This is another “maraphor”. The speaker uttered this mix up, and then said, “I mean, keep your britches on.” This is a congruent conflation of “hold your horses” and “keep your britches (or pants) on”, both meaning to restrain yourself. Britches, or breeches, are pants used in riding horses so I can see where the speaker was confused. She probably visualized someone with breeches riding a horse. A big shout out to Marianne Julian who heard this and passed it on!
This malaphor was spoken by Jeremy Roloff on Season 10, Episode 2 of the TLC program “Little People, Big World.” He was referring to the challenge of eventually taking control of the family pumpkin farm and business in the face of his parents’ divorce. I believe this is a congruent conflation of “roll with the punches” and “take it as it comes”, both meaning to adjust to difficult events as they happen. This gem was caught by the Vice President of Malaphor Hunters (ViPMaH) Mike Kovacs. Thanks ViPMaH!
I love this one because it’s so subtle. This is a mash up of “two’s company, (but) three’s a crowd” (a way of asking a third person to leave because you want to be alone with someone) and “third time’s a charm” (the third time you try something it will work). The mix up is caused by the number three appearing in both idioms, and with the similar looking and sounding “charm” and “crowd”. Ian, a regular malaphor follower, found this on a camera site that he frequents. Here is the source: http://m.dpreview.com/news/2679996282/three-s-a-charm-sony-rx10-iii-added-to-studio-scene-comparison-tool. Thanks Ian for spotting this and sending it on!
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This beauty was found in an editorial entitled “Modern Politics are Blind”, found in civicscience.com – https://civicscience.com/modern-politics-are-blind/. This is a mash up of “dig your heels in” (refuse to alter a course of action) and “stick one’s head in the sand” (refuse to think about an unpleasant event), or “bury one’s head in the sand” (to ignore or hide from obvious signs of danger). “Draw a line in the sand” (create an artificial boundary and imply that crossing it will cause trouble) might also be in the mix. All the phrases concern being obstinate or refusing something, whether it is advice or in the context of the editorial, the facts. This malaphor is similar to a great one uttered by Steve Scalise (R-LA) who said, “he has stuck his feet in the sand”, referring to Harry Reid and the Senate Democrats (see https://malaphors.com/2013/10/03/he-has-stuck-his-feet-in-the-sand/).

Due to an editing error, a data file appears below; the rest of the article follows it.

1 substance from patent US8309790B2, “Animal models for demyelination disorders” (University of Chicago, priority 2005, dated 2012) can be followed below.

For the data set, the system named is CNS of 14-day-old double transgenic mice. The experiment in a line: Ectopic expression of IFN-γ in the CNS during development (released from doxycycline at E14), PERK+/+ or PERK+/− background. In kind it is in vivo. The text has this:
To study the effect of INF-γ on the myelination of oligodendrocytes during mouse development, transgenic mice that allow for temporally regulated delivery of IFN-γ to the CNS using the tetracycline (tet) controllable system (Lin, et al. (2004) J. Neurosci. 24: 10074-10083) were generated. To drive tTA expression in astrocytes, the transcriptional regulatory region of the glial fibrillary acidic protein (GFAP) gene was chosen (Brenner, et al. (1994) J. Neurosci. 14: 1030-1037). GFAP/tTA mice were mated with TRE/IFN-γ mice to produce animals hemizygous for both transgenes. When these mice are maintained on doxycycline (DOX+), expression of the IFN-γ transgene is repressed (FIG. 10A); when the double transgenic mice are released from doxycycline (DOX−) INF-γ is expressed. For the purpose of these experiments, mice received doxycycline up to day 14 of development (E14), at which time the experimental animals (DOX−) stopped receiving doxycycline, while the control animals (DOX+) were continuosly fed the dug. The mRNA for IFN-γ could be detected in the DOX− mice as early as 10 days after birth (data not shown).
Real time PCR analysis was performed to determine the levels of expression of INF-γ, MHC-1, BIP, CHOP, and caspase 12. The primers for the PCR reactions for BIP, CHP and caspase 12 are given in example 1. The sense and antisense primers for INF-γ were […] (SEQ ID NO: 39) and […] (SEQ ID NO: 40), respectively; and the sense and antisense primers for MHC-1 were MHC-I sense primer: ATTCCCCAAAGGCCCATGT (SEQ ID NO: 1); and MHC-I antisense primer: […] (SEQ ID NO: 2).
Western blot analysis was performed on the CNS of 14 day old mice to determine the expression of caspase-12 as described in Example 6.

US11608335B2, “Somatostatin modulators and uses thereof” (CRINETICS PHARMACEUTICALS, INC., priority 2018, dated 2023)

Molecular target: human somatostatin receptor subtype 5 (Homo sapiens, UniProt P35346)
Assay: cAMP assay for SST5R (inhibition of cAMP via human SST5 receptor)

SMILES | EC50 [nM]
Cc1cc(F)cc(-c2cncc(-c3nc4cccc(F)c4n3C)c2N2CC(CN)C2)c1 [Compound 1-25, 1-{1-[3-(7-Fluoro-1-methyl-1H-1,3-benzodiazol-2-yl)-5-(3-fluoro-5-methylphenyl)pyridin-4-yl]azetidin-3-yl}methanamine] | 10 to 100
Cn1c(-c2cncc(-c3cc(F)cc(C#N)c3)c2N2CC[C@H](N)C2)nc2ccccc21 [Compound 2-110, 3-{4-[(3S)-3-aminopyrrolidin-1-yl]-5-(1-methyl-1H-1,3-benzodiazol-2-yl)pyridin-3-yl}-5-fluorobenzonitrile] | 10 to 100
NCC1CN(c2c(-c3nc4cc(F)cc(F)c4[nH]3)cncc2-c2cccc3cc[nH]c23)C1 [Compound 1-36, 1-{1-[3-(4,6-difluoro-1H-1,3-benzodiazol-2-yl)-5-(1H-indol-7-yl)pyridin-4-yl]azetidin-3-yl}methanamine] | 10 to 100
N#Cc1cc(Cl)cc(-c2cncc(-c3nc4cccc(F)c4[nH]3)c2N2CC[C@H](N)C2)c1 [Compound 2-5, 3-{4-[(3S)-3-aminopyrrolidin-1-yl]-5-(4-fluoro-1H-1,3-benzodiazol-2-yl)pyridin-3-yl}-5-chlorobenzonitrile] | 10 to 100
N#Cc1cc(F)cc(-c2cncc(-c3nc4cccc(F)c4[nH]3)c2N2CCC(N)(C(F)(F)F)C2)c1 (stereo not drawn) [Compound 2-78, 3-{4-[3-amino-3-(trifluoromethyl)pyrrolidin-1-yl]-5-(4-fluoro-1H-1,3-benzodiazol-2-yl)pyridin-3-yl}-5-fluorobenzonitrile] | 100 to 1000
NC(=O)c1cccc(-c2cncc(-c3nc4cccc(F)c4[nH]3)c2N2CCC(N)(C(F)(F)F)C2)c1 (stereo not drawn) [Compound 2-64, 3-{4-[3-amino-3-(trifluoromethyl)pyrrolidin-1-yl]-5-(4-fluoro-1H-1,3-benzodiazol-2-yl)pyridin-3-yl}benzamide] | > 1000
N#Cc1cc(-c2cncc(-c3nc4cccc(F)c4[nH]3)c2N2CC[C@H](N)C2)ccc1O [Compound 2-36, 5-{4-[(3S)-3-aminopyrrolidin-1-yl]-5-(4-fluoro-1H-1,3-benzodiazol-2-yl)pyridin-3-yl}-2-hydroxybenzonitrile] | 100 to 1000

Don’t dig your heels in the sand and not buy the malaphor book, “He Smokes Like a Fish and other Malaphors.” Live a little and get this gem on Amazon at http://www.amazon.com/dp/0692652205. It’s a real page burner.
This perfectly formed malaphor was overheard in a discussion at work. It is a mash up of two similar sounding idioms – “pull the wool over his eyes” (to deceive someone) and “pull the rug (out) from under him” (suddenly take away help or support from someone). Both phrases have the word “pull” in them, and both have direction – over and under. Also adding to the mix is the combination of wool and rug – a wool rug. This is the mirror image of “he pulled the wool out from under me”, posted on March 21, 2015 ( https://malaphors.com/2015/03/21/he-pulled-the-wool-out-from-under-me/). A tip of the hat to Joel Ringer for hearing this one and passing it on! If you liked this one get the book on malaphors! He Smokes Like a Fish is available on Amazon for cheap – 6.99! A mocha latte is more than that and not half as fun with more calories. Here’s the link – http://www.amazon.com/dp/0692652205
This was heard on a local CBS t.v. news promo. It is a congruent conflation of “turn on a dime” and “change on a moment’s notice”, both meaning to act quickly. This malaphor might have been caused by the word “change” as it relates to money, although I don’t get a whole lot of dimes anymore in change. Dimes seem to show up a lot in malaphors, possibly due to their use in various expressions – “turn on a dime, “stop on a dime”, “dropped the dime”, “get off the dime”, “nickel and dimed”, etc. Some previous posts include “I fall asleep at the drop of a dime” (https://malaphors.com/2014/06/26/i-fall-asleep-at-the-drop-of-a-dime/) and “you had to figure out what to do on a dime’s notice” (https://malaphors.com/2014/05/20/you-had-to-figure-out-what-you-were-going-to-do-on-a-dimes-notice/). The latter was heard and submitted by the Master Spotter of Malaphors Steve Grieme, who also heard and sent me the one posted today! Steve certainly is not a dime a dozen when it comes to malaphors. He’s the top of the notch!
If you liked this malaphor, get a load of the malaphor book “He Smokes Like a Fish and other Malaphors”, available on Amazon at http://www.amazon.com/dp/0692652205. It’s a real page burner!
Malaphor Hunter Gary Kelly overheard this one at the grocery store as two old men were discussing a grandson. Given the context, it’s a congruent conflation of “a chip off the old block” and “the apple does not fall far from the tree”, both meaning someone’s behavior or traits resembling a relative, especially parents. The confusion stems from the similar definitions, but also this mental sequence: chip > wood > tree. Kudos to my old high school buddy and fellow musician Gary Kelly for sending this one in.
Hey, if you enjoyed this one check out a whole collection of malaphors in my book “He Smokes Like a Fish and other Malaphors”, available on Amazon at http://www.amazon.com/dp/0692652205. It’s the top of the notch!